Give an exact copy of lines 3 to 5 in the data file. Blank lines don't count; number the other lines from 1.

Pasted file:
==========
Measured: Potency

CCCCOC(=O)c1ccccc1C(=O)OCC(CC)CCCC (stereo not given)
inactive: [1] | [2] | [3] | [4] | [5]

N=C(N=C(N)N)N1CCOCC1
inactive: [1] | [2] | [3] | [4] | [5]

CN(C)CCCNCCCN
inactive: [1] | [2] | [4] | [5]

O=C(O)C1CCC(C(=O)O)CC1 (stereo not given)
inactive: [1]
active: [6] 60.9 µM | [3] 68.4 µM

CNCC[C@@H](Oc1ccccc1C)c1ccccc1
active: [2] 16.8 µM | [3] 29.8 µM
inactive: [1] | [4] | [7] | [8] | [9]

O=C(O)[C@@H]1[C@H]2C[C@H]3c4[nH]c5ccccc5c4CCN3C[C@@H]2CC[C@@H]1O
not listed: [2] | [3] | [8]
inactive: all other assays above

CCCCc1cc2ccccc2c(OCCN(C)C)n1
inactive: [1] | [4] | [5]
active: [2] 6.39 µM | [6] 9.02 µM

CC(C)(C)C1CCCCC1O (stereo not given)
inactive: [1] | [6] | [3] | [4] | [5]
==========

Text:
inactive: [1] | [2] | [3] | [4] | [5]

N=C(N=C(N)N)N1CCOCC1
inactive: [1] | [2] | [3] | [4] | [5]